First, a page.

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Butler can't complete Hollywood ending
INDIANAPOLISThe players stood motionless in front of their bench and watched the celebration unfold with utter disbelief.
The crowd of more than 70,000, filled primarily with a combination of Butler diehards and bandwagon fans that had come to support the supposed-Cinderella story, didn’t move for seconds, even minutes — shell-shocked by what had just transpired.
“As soon as the fireworks went off and I saw the Duke guys jumping around,” Butler senior Willie Veasley said. "That’s when I knew it was over.”
Butler came within one shot — a few inches, in fact — of making history.
“I’m still sort of in shock,” Bulldogs junior Matt Howard said after the 61-59 loss on Monday night in the national title game. “We didn’t expect it to end this way.”
It was the picturesque ending that just about everyone that wasn’t born in Durham, N.C., or has a degree from Duke wanted to witness.
It was the boys out of the Horizon League that weren’t given a sniff by the big-timers coming out of high school against a despised Duke program headed up by a guy, Mike Krzyzewski, who will soon become the all-time winningest coach in Division I history.
They were looking to become the first non-BCS team to win it all since UNLV did it 20 years ago. But this team wasn’t anything like that Runnin’ Rebels team that was loaded with future pros.
It may not have been David vs. Goliath, but it was pretty close.
However, Gordon Hayward’s baseline jumper over the outstretched arms of 7-foot-1 center Brian Zoubek bounced off the back rim with three seconds left. The Bulldogs’ star sophomore had another potential game-winner, a desperation heave from half-court that had a chance before rolling off the rim as the buzzer sounded.
“It went in slow motion,” Butler’s Shelvin Mack said of the shot.
“I thought it was in,” Bulldogs sophomore point guard Ronald Nored said of the first attempt.
“Again, I thought it was in,” he added of the second Hayward game-winning opportunity.
Butler and Gordon Hayward came inches away from winning a national title.
Mark J. Terrill
There may be a celebration for the little guys later this week in Indianapolis, but it just won’t be nearly the same mayhem the city would have witnessed had Butler cut down the nets following the game.
“Losing sucks,” Hayward said. “It was a good run and a lot of fun, but we didn’t come here to get second place.”
Sure, if Hayward decided to spurn the NBA for another year and Butler’s 33-year-old wunderkind coach, Brad Stevens, also decided to pass on the hefty payday of, say, Oregon or Boston College, the Bulldogs could be back in the Final Four next year.
The Bulldogs lose one starter, Veasley, and a pair of reserves in Avery Jukes and seldom-used Nick Rodgers.
“Hopefully, we’ll be back here next year,” said sophomore point guard Ronald Nored.
But you never know.
This was an opportunity of a lifetime.
“We were grateful to be here,” Mack said. “Because we don’t know if we’ll ever get back.”
Even if they do, it will never be like this.
Butler, playing down the street from Hinkle Fieldhouse, writing its own version of “Hoosiers” with the most unlikely ending — a national championship.
They may have started the season ranked, but few pegged them to be playing in the national championship game prior to the start of the season. Next season, if the Bulldogs return, they will do so as one of the favorites.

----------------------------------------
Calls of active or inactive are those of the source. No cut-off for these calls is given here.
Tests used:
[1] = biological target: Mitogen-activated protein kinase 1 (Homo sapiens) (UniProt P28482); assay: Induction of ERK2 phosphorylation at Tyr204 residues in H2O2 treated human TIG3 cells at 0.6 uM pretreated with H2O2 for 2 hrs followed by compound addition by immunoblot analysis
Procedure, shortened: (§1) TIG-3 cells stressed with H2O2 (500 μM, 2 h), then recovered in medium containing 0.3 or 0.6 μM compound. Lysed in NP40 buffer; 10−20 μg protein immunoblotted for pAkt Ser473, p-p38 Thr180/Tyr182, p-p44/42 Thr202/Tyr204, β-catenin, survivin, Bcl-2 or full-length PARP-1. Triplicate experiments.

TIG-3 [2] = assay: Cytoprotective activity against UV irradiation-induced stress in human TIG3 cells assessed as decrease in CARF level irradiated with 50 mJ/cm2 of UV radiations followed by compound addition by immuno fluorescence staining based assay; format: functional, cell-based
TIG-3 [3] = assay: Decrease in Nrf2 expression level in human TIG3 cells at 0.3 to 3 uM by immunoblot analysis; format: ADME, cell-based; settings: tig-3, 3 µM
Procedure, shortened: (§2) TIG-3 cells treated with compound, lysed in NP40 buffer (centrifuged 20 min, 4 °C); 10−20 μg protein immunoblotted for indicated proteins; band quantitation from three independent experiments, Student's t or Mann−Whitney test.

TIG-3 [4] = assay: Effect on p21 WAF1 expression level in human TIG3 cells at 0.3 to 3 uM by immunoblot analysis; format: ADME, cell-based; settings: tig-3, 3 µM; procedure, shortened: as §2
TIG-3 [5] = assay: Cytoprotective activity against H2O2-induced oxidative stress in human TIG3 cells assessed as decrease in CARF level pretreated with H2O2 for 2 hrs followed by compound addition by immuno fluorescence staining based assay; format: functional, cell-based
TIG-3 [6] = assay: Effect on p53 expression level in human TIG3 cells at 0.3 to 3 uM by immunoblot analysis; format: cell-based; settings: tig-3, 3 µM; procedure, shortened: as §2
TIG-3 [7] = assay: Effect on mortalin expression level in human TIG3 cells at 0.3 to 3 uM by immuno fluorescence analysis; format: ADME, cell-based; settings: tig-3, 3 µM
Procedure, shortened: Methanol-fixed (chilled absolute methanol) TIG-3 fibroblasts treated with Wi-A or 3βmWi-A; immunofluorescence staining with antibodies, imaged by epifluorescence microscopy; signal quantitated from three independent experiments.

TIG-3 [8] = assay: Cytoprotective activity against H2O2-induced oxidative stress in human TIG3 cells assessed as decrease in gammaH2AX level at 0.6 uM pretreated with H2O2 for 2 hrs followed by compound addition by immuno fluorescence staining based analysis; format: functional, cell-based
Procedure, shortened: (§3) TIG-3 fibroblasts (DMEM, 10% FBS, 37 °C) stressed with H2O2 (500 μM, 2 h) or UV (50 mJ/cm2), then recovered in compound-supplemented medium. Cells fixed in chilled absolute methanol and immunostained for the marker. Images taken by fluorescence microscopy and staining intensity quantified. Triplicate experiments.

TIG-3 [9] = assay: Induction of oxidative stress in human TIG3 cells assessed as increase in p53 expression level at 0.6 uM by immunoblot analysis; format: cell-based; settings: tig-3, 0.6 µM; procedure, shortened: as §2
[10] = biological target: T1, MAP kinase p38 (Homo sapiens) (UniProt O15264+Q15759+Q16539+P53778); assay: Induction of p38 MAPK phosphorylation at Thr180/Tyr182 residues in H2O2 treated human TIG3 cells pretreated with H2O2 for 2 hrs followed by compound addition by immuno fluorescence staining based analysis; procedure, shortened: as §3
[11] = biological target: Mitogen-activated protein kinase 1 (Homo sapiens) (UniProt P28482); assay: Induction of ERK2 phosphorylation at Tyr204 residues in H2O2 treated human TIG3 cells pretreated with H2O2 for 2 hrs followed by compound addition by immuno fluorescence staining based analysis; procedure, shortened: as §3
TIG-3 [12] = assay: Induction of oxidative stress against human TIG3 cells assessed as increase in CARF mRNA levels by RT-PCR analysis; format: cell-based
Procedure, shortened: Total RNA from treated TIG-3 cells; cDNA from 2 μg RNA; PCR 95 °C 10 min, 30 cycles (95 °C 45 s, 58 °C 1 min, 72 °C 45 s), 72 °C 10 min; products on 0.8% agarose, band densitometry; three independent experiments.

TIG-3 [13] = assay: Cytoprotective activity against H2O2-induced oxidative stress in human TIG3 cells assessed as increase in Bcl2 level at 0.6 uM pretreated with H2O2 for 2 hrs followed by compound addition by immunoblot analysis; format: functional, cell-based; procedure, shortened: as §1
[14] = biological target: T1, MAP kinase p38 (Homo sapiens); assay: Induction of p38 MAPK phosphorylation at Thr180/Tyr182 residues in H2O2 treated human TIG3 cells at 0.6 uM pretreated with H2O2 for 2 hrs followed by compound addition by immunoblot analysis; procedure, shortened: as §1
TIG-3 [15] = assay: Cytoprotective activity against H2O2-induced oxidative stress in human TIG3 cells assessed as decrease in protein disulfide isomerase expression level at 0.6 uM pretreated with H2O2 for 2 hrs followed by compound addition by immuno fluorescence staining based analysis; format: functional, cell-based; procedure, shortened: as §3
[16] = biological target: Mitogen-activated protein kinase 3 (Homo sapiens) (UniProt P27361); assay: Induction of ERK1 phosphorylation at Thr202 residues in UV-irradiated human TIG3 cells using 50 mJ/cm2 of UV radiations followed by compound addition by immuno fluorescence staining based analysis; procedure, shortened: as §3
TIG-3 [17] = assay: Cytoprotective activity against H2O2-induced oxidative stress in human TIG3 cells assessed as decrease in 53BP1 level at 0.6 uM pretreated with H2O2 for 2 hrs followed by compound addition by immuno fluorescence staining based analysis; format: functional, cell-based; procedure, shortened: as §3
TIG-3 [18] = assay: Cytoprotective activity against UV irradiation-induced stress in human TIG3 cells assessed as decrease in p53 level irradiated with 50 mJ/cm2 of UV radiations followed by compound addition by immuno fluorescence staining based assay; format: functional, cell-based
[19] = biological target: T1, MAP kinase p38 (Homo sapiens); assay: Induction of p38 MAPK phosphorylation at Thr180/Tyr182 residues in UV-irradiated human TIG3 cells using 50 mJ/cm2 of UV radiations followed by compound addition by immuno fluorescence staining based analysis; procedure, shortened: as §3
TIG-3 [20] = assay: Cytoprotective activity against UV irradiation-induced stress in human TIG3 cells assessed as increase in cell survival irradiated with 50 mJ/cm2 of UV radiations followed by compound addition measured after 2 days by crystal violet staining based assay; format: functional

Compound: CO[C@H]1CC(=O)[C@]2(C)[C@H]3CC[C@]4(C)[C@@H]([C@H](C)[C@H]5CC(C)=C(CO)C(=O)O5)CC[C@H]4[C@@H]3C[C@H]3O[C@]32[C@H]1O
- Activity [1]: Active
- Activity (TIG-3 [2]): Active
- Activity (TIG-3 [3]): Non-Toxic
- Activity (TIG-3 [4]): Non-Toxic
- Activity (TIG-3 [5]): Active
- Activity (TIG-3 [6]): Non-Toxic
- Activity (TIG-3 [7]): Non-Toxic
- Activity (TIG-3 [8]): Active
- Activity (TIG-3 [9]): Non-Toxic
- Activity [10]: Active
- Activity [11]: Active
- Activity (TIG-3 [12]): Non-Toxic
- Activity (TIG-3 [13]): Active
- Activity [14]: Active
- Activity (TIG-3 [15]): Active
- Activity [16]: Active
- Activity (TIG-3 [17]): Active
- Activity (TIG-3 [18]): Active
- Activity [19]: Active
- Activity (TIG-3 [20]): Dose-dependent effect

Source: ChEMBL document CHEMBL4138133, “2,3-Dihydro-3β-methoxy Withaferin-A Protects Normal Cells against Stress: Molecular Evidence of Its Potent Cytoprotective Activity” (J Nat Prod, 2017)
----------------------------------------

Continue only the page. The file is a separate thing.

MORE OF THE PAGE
Butler battled toe-to-toe for the entire night with a Blue Devils team that boasted a half-dozen McDonald’s All-Americans on its roster. A Blue Devils team that was virtually hand-picked by Coach K and his staff to hang another championship banner.
It was a game that featured 15 lead changes. Hayward was just 2-for-11 from the field, Howard was yet again in foul trouble, Mack hurt his wrist again and was ineffective for the second half and Nored also spent much of the first half on the bench after picking up a pair of quick fouls.
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Yet the Bulldogs found a way — as they had done virtually all season after an 8-4 start.
There was not even a hint of an intimidation factor or nervousness throughout the game. Butler was no George Mason. These guys were for real and weren’t any one-year wonder.
“They were almost just like us,” Duke guard Nolan Smith said after the Blue Devils celebration. “The only difference is that they’re a mid-major.”
“They were us,” he added. “I know I’m not a mom or a parent, but I’m proud of them.”
The pride showed through in the Butler locker room beyond the disappointment of missing a golden opportunity.
“Whether the ball went in or not, we did something special,” Nored said.
There were tears, hugs and even a few smiles from the players. These kids appreciated what they have accomplished and so did much of the nation while embracing them for overcoming the odds.
Nored said that, for the most part, the locker room was subdued as the players remained in shock of what occurred.
Veasley broke down at one point when asked to reflect on what went through his head after the loss.
This was a Butler team that didn’t quite know how to handle losing because it had been so long. The Bulldogs entered the game riding a 25-game winning streak with its last setback coming in 2009 against UAB on Dec. 22.
“We never expected it to end this way,” Mack said.
With Hayward’s shot rising in the air from the right baseline, heading directly for the bottom of the net with everything on the line.
“Talk about a storybook ending,” Stevens said.
One that would have even topped “Hoosiers.”
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